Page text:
The French military, after checking its records, said Mr Paul, 41, had never been an air force captain, as his employer, the Ritz Hotel, claimed. Nor had he finished his military service as head of security at an airbase in Rochefort in 1986.
According to the military press office, he served as an officer cadet, during his national service in 1979. He was later in the military reserve, where he learnt to fly, but never rose above the rank of reserve lieutenant. He left in 1992.
The earlier account of Mr Paul's military career was given by the Ritz in good faith, presumably based on the information he had given them.
Another chauffeur employed by the Ritz, speaking anonymously to French radio and television, alleged yesterday that Mr Paul did not have the special police licence required to drive the armoured Mercedes S280. To obtain one, a driver had to pass a medical test and prove he was of "good morality". A police source would not say whether Mr Paul had the licence.
A spokesman for the Fayed family, owners of the Ritz Hotel, insisted yesterday that this allegation was "totally unfounded". Michael Cole said Mr Paul needed no special qualifications to drive it. Asked to comment on the exaggeration of Mr Paul's military record, Mr Cole said that the French army was "splitting hairs".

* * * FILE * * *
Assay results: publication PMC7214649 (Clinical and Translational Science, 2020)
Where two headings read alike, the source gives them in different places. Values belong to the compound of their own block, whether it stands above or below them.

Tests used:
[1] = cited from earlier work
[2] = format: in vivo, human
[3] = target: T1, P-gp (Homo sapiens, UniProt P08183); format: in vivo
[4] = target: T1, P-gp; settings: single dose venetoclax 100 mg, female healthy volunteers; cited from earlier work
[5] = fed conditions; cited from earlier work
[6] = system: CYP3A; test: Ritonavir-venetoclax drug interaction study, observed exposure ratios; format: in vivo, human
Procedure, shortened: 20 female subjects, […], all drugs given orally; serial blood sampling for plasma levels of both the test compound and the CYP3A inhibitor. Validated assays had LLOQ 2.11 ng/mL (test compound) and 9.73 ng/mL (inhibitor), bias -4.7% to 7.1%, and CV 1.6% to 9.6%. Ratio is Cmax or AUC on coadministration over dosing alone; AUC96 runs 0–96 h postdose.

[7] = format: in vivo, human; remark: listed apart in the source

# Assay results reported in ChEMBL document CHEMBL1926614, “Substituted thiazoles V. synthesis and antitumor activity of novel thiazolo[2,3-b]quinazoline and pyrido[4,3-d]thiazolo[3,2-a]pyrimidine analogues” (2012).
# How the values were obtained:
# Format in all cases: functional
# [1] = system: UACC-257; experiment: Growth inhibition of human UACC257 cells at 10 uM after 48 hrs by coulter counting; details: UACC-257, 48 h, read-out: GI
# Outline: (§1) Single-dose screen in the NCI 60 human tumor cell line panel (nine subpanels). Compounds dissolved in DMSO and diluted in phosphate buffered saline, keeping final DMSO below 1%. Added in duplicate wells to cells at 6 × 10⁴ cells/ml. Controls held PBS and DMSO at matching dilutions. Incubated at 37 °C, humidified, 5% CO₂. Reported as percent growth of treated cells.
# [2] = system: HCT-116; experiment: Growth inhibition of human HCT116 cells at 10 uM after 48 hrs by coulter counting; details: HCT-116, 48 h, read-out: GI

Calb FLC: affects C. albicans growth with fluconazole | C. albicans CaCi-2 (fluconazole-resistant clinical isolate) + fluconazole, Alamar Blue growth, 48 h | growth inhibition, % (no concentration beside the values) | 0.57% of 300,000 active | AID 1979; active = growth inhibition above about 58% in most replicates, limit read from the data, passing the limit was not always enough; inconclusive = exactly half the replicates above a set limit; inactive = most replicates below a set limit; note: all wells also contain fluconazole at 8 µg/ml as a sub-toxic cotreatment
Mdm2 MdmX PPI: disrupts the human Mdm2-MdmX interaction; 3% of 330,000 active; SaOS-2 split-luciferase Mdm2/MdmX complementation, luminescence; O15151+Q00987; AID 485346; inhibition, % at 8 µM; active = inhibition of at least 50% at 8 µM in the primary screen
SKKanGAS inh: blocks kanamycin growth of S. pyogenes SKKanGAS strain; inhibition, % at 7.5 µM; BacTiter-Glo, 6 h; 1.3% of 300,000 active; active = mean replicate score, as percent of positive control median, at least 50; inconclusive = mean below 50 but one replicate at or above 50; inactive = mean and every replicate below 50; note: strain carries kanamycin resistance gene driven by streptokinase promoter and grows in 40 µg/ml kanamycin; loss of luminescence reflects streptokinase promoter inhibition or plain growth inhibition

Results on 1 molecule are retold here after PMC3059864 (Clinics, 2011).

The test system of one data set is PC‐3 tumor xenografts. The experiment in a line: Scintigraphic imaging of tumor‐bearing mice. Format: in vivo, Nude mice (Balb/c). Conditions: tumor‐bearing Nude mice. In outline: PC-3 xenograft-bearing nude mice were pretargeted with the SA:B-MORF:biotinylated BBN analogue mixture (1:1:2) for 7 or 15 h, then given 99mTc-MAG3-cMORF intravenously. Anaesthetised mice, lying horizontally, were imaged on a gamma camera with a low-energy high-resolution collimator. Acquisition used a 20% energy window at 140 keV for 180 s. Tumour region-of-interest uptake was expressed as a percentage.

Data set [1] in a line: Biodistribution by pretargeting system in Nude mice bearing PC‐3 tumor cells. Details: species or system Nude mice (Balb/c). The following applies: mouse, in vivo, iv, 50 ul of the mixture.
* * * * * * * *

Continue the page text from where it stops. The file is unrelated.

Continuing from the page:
He said the Fayed family wanted further investigation of the two official police tests, which showed that Mr Paul was driving with three to four times the legal level of alcohol in his blood. "Alcohol from the shattered radiator was thrown over all the people who were in that car. They were all covered in alcohol," Mr Cole said. "We are not satisfied that the alcohol tests were conducted in the correct manner."
The anonymous Ritz chauffeur, said in his interview that "everyone" at the hotel knew Mr Paul had been drinking on Saturday night. He had been sent home, on call, and "everyone knew that he boozed when he wasn't working".
At Dodi Fayed's request, Mr Paul was recalled to the hotel late in the evening, after the regular chauffeur had been sent out in a decoy car to draw off the photographers outside. "At the Ritz, when the Fayeds are there, it's panic stations," the chauffeur said. "Whatever they ask for, people never say 'no'."
Trevor Rees-Jones, the sole survivor of the crash, has horrific jaw and mouth injuries and may never talk again, it emerged yesterday.
A hospital spokesperson said yesterday that Mr Rees-Jones was still drifting in and out of consciousness and it would be many weeks before he would be well enough to be seen by police, or write down his memories of what happened.